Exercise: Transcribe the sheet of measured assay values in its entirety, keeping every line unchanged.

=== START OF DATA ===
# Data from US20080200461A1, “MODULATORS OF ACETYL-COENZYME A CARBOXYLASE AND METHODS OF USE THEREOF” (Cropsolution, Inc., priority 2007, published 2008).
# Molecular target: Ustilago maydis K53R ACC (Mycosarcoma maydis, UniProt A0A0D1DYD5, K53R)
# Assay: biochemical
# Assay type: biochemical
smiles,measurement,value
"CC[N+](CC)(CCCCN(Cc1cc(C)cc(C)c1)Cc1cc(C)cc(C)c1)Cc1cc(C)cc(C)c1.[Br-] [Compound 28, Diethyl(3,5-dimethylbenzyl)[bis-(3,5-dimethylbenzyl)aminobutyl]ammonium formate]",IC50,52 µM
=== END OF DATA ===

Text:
# Data from US20080200461A1, “MODULATORS OF ACETYL-COENZYME A CARBOXYLASE AND METHODS OF USE THEREOF” (Cropsolution, Inc., priority 2007, published 2008).
# Molecular target: Ustilago maydis K53R ACC (Mycosarcoma maydis, UniProt A0A0D1DYD5, K53R)
# Assay: biochemical
# Assay type: biochemical
smiles,measurement,value
"CC[N+](CC)(CCCCN(Cc1cc(C)cc(C)c1)Cc1cc(C)cc(C)c1)Cc1cc(C)cc(C)c1.[Br-] [Compound 28, Diethyl(3,5-dimethylbenzyl)[bis-(3,5-dimethylbenzyl)aminobutyl]ammonium formate]",IC50,52 µM